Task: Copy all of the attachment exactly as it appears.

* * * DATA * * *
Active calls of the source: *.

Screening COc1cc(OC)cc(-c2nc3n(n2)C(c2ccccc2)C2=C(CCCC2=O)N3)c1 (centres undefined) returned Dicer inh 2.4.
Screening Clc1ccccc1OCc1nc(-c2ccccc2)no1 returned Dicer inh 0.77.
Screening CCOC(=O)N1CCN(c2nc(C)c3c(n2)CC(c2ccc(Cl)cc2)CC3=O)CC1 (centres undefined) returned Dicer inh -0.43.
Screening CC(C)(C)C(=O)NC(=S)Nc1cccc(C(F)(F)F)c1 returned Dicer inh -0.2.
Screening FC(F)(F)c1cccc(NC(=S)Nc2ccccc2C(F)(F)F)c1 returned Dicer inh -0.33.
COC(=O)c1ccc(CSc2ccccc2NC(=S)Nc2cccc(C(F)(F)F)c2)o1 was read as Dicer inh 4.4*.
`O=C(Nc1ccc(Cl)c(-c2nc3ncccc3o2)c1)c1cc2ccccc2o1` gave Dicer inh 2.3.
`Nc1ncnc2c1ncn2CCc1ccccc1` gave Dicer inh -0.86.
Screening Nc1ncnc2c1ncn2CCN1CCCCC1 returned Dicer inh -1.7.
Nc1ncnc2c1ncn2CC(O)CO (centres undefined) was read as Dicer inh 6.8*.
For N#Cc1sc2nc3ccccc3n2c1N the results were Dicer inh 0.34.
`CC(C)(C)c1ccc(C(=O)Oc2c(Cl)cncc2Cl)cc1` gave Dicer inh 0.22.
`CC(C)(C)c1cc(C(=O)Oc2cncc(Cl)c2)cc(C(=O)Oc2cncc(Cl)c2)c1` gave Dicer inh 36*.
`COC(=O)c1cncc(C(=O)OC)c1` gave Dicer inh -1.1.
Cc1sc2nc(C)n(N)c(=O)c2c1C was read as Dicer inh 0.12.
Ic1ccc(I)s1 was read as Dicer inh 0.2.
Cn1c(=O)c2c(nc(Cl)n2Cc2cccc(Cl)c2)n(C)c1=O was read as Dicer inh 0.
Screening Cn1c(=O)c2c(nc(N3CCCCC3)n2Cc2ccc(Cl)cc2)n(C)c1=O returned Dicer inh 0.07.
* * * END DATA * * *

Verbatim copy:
Active calls of the source: *.

Screening COc1cc(OC)cc(-c2nc3n(n2)C(c2ccccc2)C2=C(CCCC2=O)N3)c1 (centres undefined) returned Dicer inh 2.4.
Screening Clc1ccccc1OCc1nc(-c2ccccc2)no1 returned Dicer inh 0.77.
Screening CCOC(=O)N1CCN(c2nc(C)c3c(n2)CC(c2ccc(Cl)cc2)CC3=O)CC1 (centres undefined) returned Dicer inh -0.43.
Screening CC(C)(C)C(=O)NC(=S)Nc1cccc(C(F)(F)F)c1 returned Dicer inh -0.2.
Screening FC(F)(F)c1cccc(NC(=S)Nc2ccccc2C(F)(F)F)c1 returned Dicer inh -0.33.
COC(=O)c1ccc(CSc2ccccc2NC(=S)Nc2cccc(C(F)(F)F)c2)o1 was read as Dicer inh 4.4*.
`O=C(Nc1ccc(Cl)c(-c2nc3ncccc3o2)c1)c1cc2ccccc2o1` gave Dicer inh 2.3.
`Nc1ncnc2c1ncn2CCc1ccccc1` gave Dicer inh -0.86.
Screening Nc1ncnc2c1ncn2CCN1CCCCC1 returned Dicer inh -1.7.
Nc1ncnc2c1ncn2CC(O)CO (centres undefined) was read as Dicer inh 6.8*.
For N#Cc1sc2nc3ccccc3n2c1N the results were Dicer inh 0.34.
`CC(C)(C)c1ccc(C(=O)Oc2c(Cl)cncc2Cl)cc1` gave Dicer inh 0.22.
`CC(C)(C)c1cc(C(=O)Oc2cncc(Cl)c2)cc(C(=O)Oc2cncc(Cl)c2)c1` gave Dicer inh 36*.
`COC(=O)c1cncc(C(=O)OC)c1` gave Dicer inh -1.1.
Cc1sc2nc(C)n(N)c(=O)c2c1C was read as Dicer inh 0.12.
Ic1ccc(I)s1 was read as Dicer inh 0.2.
Cn1c(=O)c2c(nc(Cl)n2Cc2cccc(Cl)c2)n(C)c1=O was read as Dicer inh 0.
Screening Cn1c(=O)c2c(nc(N3CCCCC3)n2Cc2ccc(Cl)cc2)n(C)c1=O returned Dicer inh 0.07.